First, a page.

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EMPLOYEEE SPOTLIGHT : Aditi SATHE – System Engineer and beyond, for Earth’s Observation at ESA

Oct 10, 2022

As a new series of employee spotlight kicks off, we intended to spearhead it with some of our finest: Meet Aditi SATHE – System Engineer – Post Launch Support currently working for Copernicus Sentinel 1, Sentinel 3, Sentinel 6 and Aeolus missions’ phase E2/F operations support at the European Space Agency on behalf of ATG Europe.

Talented engineer with a natural itch for progression, Aditi’s experience has led her to work on both Ground segment and Spacecraft as a System Engineer for a plethora of Earth observation missions. She took the time to tell us more about herself and the importance of sometimes looking down rather than up.



System Engineer & Post Launch Support at ESA

Could you tell us more about you and your background overall

I am from India from a city called Pune. It’s a city 150km away from Mumbai. Born and raised there, it’s also where I graduated with a Bachelor of Engineering degree in IT (Information Technology). I started working full time as a Software tester. 

Despite having inclination towards the space industry, I had not gotten a chance to study or work in that domain until then. India has a respectable space program. But back then very limited universities offered space studies.

But that did not discourage me. While working in the Software industry, I started becoming restless, and wanted to look beyond the horizon. Luckily, I found a master’s course in Technical University of Munich, Germany, that accepted people from software/IT background into Space Studies. After a tedious and long visa application process, I finally moved to Munich, Germany to pursue MSc in Earth Oriented Space Science and Technology.
During these two years, I was working as a student at different institutes like Bavarian Academy of Sciences and Airbus. I was finally getting my first taste of space, and it was delicious. I finished my studies after concluding my master’s Thesis with a specialization in Navigation.

Right before I was about to graduate, I was interviewed for a position as a ground stations and spacecraft controller for the Galileo Navigation mission. Consequently, in less than a week after finishing my studies, I started full time as a controller for Galileo in Oberpfaffenhofen, Germany. No rest for the wicked!

World is a small place, and space biz, even smaller! You come across the same people every couple of years, either going in the same direction as you or coming from the opposite direction. Tejal Thakore was part of the team that I had just joined back then. And after all these years, we are back again, together, working for ATG. 

So, after working as a controller for almost a year, it was becoming clear to me, that my interest was towards the spacecraft, rather than the ground stations. Thankfully, some engineering positions opened up and I was in the right place at the right time. I was offered and accepted the position for the Payload, Data handling and TTC (Telecommand and telecommunication) engineer. It would be a gross understatement to say that I enjoyed the position! For the next 3 years, I was working with amazing team members from whom I learnt a lot. But most importantly, those 3 years were at the core of making me the strong technical professional that I am today, and it set a great path for my future career to blossom. 

As I was now inclined to gather more experience in some other projects, I moved on the same campus to the German Aerospace Center (DLR) for Mission Planning for the Low Earth Orbit missions, that were operated at GSOC (German Space Operations Centre). It brought me closer to the next jump I was going to make in my career. My wish to return to spacecraft subsystems was realized sooner than I suspected. Within few months, I moved from Munich to Darmstadt, at EUMETSAT, to work as a Spacecraft Operations Engineer for Sentinel 3 Copernicus mission. Here is where I started my journey into the Earth Observation and Explorer missions, and it continues to this day.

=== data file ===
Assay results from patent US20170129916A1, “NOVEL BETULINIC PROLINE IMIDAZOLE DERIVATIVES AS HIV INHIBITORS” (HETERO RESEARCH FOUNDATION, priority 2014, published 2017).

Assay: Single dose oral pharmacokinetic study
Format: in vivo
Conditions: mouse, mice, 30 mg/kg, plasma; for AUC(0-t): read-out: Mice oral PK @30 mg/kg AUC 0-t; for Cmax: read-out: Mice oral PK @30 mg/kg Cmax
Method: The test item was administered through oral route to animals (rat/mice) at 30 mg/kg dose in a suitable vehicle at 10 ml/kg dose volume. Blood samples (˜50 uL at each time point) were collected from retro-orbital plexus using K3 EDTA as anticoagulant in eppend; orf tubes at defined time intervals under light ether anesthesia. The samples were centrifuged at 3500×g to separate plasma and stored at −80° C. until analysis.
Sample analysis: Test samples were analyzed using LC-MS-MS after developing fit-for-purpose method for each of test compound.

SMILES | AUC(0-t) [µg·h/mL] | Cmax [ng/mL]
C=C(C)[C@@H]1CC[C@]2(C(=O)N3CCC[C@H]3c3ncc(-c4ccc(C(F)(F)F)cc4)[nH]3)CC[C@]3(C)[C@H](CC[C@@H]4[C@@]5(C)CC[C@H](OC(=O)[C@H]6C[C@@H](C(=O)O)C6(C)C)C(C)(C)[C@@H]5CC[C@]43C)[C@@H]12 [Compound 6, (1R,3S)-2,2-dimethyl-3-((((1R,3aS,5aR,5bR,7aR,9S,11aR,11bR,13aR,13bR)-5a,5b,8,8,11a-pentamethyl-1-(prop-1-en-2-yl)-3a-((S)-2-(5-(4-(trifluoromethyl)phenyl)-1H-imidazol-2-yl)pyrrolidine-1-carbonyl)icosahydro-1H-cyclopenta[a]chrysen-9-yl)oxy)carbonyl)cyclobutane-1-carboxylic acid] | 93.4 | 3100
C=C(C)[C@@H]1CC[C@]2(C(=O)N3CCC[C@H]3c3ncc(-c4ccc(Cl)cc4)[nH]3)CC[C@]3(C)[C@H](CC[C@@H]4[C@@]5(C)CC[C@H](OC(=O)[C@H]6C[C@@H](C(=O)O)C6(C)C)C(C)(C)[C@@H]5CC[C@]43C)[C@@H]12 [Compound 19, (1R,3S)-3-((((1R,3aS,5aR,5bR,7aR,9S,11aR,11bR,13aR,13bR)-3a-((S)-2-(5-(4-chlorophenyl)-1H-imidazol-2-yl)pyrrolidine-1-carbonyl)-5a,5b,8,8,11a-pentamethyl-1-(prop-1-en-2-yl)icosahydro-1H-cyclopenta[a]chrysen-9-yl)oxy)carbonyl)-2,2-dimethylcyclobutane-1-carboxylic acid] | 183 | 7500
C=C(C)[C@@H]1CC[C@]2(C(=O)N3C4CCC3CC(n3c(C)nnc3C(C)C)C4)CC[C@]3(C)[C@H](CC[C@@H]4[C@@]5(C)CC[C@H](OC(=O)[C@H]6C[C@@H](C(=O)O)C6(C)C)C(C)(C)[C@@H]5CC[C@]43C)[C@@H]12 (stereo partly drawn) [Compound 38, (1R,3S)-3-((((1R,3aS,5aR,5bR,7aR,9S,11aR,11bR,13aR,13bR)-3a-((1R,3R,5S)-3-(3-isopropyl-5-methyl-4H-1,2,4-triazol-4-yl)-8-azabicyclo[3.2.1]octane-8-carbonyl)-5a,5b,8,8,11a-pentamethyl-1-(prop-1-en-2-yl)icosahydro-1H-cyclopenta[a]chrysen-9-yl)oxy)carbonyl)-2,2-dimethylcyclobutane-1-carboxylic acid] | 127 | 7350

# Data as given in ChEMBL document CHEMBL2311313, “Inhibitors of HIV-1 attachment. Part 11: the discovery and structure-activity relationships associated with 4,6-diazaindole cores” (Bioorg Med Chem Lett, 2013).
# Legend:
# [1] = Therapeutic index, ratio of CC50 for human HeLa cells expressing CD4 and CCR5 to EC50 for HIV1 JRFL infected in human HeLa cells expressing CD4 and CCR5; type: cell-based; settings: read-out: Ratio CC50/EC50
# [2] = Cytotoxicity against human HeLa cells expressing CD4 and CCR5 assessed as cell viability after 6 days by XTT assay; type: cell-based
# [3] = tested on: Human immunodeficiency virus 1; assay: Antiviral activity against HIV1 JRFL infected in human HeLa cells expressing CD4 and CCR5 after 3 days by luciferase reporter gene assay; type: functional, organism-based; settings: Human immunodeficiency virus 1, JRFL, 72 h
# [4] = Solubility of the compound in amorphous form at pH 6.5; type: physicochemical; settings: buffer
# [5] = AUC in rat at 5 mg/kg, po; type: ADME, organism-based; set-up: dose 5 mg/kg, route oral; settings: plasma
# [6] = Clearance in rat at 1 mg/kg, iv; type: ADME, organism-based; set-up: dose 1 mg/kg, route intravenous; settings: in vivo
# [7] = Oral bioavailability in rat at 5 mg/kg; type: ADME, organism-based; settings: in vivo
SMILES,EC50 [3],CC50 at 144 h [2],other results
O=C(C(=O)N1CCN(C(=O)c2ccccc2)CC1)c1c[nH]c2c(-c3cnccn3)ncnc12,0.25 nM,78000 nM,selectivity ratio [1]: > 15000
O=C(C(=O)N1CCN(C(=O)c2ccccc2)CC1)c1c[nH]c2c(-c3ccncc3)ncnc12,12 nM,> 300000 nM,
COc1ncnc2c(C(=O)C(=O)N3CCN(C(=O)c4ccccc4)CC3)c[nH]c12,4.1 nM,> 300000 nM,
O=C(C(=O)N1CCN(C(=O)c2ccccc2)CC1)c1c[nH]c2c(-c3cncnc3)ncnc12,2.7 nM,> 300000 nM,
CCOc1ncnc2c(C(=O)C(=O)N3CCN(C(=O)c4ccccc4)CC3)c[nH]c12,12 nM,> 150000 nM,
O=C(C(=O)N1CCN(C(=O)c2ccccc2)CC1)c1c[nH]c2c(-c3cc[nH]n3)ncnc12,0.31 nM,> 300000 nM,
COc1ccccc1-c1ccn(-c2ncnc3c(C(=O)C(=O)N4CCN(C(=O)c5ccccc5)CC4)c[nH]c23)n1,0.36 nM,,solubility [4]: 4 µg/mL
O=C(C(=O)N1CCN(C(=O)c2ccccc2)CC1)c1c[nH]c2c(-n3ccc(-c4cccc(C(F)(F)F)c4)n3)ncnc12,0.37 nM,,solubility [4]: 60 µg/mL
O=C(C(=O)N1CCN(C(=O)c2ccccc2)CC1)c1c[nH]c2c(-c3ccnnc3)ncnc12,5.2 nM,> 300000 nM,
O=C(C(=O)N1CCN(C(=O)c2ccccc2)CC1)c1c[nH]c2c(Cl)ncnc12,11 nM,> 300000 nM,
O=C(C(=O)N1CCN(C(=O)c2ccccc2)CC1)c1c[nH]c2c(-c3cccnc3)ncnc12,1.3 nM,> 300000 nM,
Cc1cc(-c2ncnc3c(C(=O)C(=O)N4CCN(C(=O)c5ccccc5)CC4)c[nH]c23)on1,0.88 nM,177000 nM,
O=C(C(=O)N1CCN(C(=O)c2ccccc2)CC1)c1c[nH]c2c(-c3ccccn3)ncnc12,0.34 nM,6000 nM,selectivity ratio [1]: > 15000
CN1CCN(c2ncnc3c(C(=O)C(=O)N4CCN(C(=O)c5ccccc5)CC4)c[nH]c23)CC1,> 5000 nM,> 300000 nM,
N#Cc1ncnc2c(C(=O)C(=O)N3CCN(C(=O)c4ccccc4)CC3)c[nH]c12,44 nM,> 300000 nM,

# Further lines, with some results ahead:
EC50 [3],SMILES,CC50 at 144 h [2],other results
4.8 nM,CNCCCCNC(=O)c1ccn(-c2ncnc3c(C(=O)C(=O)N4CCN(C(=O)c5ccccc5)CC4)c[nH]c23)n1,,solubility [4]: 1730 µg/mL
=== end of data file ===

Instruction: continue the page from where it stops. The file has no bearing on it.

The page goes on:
Copernicus program constitutes a plethora of Earth Observation missions for e.g., all the Sentinel Missions (1,2,3,5p,6) and upcoming ones. The program is aptly called “Europe’s eyes on Earth”, and flies varied instruments on board for topography, optical and other domains, providing the world with priceless data about Earth’s environment and weather. 

Working in earth observation has been a pleasure and privilege since then. ​​​​​What I have realized over time is, no matter which kind of mission you work for, navigation, earth observation in lower orbits, earth explorers, geostationary, interplanetary, deep space etc. you will always find a chance to use your experience from one kind to the other.

For example, my study specialization was in navigation, which concentrates on the user perspective. I went on to work for Galileo navigation mission, but was concentrated on the spacecraft sub system perspective, and now in Earth observation missions, I use both these perspectives. Low earth orbiters use navigation missions for their own positioning and understanding both kinds of spacecraft makes me very good at my job, or so I like to believe!!

All in all, my background feels very natural, and it really reflects my progression and personality.

How did you get to work for us at ATG Europe?

I was approached by a classmate of mine from my master’s course. He had just joined a team in ESTEC, and they were looking for more people. I had already collaborated with this team, in the past, albeit as a EUMETSAT representative, but I was already aware of the team’s tasks and responsibilities. I was unsure about it, as it was in the middle of the pandemic and I was not so comfortable moving everything; job, country, leave my partner etc.
But in a very short span of time, I got approached by multiple people, including some of my professional contacts and also ATG recruitment, for the same position. In the end I decided not to slap serendipity in the face and take a leap of faith. ATG helped me in making my transition from Germany to Netherlands as smooth as possible. And for that I am really thankful. 

What is your current position and what does it entail?